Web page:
I’m a pretty by the book kind of person. Not prone to wild ideas about pairing seemingly unrelated ingredients or reinterpreting classic dishes with an out-of-left field addition. No, my rebellion is subtle. I will follow a recipe to the letter, but throw in my own spin — like adding a pretty normal extra ingredient or a slight fudge of the measurements. There’s always room for more garlic and more sauce, right? I can’t leave well enough alone, and I always make a recipe my own, somehow. Continue reading →
That’s what I call comfort food that either was or could have been made by a grandmother.
In the South, it’s chicken and dumplings or cheese grits or mac and cheese or any number of homemade cakes and pies. But it’s also slow-cooked Italian Sunday “gravy” over pasta, roasted beef and chicken, pierogies. Those foods that grandmothers of all cultures made with love and fed us in childhood. Ones that don’t have a place in our everyday diets, or we think take too much effort, but warm our souls when we do eat them. Continue reading →
Hi, all. I don’t know what happened. The Culinary Cousins accidentally took a little hiatus. But we’re back. Hopefully for good!
Now, let’s talk grits. They’re such a polarizing food.
Some people — mostly southern people, I’d say — are obsessed with them. Other people — usually not southern people, probably — absolutely despise them. If you’re southern, or remotely had a southern relative anywhere in your family, I think they’re just in your blood. Continue reading →
Here it is. Some real, traditional, down-home southern food. From scratch, yet so easy that you can do it.
I wish I could claim that this is my great-grandmother’s legacy recipe for chicken and dumplings, but it’s not. I think I found it in some cookbook claiming it’s a copycat of the Cracker Barrel dish. But I’ll take it.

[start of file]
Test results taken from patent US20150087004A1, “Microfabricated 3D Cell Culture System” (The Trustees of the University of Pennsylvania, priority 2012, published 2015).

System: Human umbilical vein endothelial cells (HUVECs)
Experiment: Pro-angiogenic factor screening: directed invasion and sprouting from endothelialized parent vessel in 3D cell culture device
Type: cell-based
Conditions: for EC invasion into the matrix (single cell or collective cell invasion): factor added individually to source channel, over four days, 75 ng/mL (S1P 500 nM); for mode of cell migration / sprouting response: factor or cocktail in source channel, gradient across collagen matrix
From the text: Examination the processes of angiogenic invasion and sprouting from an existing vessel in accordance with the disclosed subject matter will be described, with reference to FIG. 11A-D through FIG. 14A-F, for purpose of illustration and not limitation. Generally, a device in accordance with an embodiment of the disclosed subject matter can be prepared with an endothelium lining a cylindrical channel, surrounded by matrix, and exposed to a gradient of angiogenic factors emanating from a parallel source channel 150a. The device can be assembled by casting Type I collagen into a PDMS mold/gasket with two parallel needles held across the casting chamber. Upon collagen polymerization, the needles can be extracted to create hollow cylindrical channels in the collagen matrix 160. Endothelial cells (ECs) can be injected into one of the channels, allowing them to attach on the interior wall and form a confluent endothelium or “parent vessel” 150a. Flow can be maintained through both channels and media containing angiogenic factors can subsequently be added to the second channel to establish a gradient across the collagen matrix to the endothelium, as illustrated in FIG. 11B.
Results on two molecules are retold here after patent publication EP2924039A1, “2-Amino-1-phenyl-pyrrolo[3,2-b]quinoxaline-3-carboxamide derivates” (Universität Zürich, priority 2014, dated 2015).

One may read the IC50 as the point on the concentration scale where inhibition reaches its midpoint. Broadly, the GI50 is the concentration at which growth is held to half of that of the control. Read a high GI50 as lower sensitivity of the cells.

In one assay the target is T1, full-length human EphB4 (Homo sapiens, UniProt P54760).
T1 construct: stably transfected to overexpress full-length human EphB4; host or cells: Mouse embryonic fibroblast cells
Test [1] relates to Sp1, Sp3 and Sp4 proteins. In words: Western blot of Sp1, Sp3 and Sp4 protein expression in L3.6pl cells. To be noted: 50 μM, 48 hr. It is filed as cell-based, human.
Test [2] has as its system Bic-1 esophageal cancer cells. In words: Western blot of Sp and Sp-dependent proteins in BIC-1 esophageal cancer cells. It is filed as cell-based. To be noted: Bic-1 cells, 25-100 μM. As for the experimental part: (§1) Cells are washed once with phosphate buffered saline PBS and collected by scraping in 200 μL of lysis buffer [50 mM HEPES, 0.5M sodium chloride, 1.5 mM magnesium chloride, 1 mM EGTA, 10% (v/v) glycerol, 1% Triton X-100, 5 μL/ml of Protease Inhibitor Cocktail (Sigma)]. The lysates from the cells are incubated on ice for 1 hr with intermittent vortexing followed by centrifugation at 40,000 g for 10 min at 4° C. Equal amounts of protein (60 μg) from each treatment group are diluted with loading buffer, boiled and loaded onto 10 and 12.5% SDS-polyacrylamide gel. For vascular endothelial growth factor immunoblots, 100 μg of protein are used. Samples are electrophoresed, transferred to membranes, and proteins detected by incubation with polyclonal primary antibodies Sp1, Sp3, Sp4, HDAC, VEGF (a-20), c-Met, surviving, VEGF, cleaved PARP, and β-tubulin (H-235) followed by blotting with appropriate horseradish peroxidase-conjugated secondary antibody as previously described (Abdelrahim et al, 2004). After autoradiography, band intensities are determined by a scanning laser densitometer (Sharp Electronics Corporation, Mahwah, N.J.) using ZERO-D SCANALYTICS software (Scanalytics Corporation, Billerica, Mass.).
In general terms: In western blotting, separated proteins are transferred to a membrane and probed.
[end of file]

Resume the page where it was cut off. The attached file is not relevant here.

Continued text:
The stock part of this recipe has become my go-to for basic chicken stock, which I make as often as I can. The stuff in the box is great and easy, but there’s nothing like the taste of homemade stock. Continue reading →
Macaroni and cheese just may be my favorite food. And I’m not alone. Mac and cheese consistently ranks as America’s top go-to comfort food, hands down, and we make it in countless iterations, with all manner of pasta shapes, types of cheeses, mix-ins and toppings.
I’m a traditionalist, though. I don’t like it fancy. And I especially don’t want bacon anywhere near it — not in it, not on it, no how.
No bacon, you say? I know. I’m a shame to my people, a traitor to my southern roots. But I just don’t love bacon. (Please don’t hurt me.) And when it’s added to mac and cheese, the flavor just takes over and permeates everything. Some of you are wondering what’s wrong with that.
On mac and cheese, I’ve found that there are two schools of thought. One submerges macaroni (or any manner of small pasta) in a creamy, cheesy white sauce with roots in a butter-flour roux. Then there’s the southern way — layering pasta with cheese and pouring over an egg and milk custard. I grew up eating this version, where the mac and cheese bakes into a solidified, though delicious, mass that you can cut and serve in a perfect square. To me, that was always true and traditional. Continue reading →